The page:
Protests in the Egyptian capital have entered a fourth day as demonstrators express their ire -- again -- at the slow pace of reforms.Flames licked a government tax building as the structure was torched by protesters in the heart of Cairo, although it was unclear who was leading the late-night vandalism. State-run Egyptian television blamed “unknown” arsonists for the attack.
Meanwhile deaths following clashes between fans and security forces last week at a soccer match in the Egyptian capital have risen to 11. Several hundred protesters on Saturday called for an end to military rule, and retribution for the victims in the riot and stampede that followed Wednesday's match in Port Said. At least 74 people were killed that day alone, and 1,000 people were injured in the melee.
The board of directors and the president of the Egyptian soccer federation all resigned their positions on Saturday, after having all been fired Thursday by Egyptian Prime Minister Kamal el-Ganzouri. Some 400 people were injured during protests in Cairo on Thursday in clashes between police and demonstrators the same day. A travel ban was slapped on Egyptian Football Association head Samir Zaher as well, pending an investigation, according to the Associated Press.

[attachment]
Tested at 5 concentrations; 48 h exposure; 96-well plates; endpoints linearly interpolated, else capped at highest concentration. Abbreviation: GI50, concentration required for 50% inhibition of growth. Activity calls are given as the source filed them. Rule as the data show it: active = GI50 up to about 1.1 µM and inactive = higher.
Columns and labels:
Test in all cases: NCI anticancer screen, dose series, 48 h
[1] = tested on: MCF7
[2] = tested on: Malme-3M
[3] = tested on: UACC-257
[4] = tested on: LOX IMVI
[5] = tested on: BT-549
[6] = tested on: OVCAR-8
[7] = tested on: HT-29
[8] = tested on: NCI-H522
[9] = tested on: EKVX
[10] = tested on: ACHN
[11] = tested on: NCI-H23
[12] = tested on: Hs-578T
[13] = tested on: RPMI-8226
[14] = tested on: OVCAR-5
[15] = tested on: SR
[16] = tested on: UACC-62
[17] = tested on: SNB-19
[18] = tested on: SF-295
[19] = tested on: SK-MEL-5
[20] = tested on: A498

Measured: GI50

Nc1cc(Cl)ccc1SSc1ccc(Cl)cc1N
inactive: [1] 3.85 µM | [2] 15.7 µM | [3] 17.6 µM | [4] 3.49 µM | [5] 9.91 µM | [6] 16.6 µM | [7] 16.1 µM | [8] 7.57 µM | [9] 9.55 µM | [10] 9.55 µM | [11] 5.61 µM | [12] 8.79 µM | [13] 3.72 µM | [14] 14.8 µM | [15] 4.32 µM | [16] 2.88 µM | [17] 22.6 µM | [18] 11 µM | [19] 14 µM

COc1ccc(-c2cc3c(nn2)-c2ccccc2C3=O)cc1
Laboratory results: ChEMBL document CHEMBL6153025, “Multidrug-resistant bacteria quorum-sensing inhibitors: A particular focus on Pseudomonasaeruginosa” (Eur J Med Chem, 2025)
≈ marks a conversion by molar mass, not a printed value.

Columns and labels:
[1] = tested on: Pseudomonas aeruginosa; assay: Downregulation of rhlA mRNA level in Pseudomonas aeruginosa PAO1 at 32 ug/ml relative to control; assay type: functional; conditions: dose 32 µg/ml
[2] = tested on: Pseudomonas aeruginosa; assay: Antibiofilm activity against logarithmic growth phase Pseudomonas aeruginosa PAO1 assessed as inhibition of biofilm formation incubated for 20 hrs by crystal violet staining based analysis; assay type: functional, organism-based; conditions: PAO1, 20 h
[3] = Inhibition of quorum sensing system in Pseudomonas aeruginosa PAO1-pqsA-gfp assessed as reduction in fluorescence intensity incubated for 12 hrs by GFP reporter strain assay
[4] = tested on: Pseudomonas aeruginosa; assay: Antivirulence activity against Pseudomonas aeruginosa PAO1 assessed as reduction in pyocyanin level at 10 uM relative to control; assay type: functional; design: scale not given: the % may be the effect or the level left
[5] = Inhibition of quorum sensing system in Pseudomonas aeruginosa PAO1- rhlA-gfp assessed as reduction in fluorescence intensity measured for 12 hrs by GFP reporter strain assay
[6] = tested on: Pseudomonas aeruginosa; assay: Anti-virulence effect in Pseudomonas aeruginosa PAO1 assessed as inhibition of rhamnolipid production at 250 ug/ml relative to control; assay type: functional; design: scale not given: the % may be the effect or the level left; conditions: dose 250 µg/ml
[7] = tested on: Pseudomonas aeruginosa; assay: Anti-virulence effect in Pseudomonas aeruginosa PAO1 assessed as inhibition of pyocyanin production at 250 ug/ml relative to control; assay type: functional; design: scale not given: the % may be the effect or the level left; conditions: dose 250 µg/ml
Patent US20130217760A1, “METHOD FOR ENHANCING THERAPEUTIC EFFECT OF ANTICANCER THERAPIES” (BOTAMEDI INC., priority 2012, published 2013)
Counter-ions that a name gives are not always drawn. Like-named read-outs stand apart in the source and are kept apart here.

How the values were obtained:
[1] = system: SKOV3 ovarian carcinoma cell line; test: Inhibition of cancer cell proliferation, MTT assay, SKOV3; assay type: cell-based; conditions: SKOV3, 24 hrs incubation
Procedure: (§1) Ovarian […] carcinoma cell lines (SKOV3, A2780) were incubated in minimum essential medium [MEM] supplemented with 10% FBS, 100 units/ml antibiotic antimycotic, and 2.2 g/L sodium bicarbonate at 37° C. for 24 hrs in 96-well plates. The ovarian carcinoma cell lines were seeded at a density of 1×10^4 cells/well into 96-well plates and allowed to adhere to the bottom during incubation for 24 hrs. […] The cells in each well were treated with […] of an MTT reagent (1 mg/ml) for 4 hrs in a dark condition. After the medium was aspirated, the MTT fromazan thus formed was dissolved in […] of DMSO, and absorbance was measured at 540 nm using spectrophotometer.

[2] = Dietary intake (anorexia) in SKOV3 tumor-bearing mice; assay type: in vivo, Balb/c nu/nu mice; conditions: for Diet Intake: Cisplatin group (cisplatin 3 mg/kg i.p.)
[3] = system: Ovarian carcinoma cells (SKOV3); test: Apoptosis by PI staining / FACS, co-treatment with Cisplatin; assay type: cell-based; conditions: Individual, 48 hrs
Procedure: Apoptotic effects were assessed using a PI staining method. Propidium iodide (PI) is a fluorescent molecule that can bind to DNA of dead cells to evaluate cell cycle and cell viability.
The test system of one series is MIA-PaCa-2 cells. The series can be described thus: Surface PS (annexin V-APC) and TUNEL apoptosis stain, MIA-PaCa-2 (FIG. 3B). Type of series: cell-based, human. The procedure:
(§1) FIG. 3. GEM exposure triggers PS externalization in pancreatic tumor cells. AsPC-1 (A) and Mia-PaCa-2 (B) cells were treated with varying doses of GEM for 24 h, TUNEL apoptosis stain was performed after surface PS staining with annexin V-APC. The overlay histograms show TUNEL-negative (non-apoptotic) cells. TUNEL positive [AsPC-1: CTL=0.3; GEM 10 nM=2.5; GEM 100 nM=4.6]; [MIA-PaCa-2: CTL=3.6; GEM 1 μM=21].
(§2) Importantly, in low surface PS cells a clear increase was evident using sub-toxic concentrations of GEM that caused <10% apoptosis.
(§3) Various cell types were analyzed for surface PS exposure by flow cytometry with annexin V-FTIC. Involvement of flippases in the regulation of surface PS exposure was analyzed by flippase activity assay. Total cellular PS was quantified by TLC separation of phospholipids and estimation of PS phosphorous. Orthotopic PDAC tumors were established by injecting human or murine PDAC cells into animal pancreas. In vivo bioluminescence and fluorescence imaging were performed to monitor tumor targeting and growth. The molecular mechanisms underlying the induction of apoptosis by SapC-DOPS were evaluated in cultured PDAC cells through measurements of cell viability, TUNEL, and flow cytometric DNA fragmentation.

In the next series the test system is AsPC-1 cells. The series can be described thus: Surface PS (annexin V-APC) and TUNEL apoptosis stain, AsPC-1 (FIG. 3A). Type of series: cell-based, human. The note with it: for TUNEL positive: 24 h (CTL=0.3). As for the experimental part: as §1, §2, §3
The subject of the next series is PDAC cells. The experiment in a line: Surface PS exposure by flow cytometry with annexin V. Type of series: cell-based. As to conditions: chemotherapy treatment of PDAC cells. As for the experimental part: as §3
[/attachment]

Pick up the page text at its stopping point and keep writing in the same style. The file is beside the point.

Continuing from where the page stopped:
On Friday, thousands of protesters mobbed the police headquarters in the port city of Suez. In response, security forces opened fire on the crowd, killing five people ages 18 to 21.Two protesters in Cairo also died Friday, where security forces fired tear gas canisters and birdshot at a crowd of thousands who were protesting outside the Interior Ministry. In addition, an Egyptian security officer died when an armored vehicle hit him during the chaos outside the ministry, a security official told a reporter under condition of anonymity.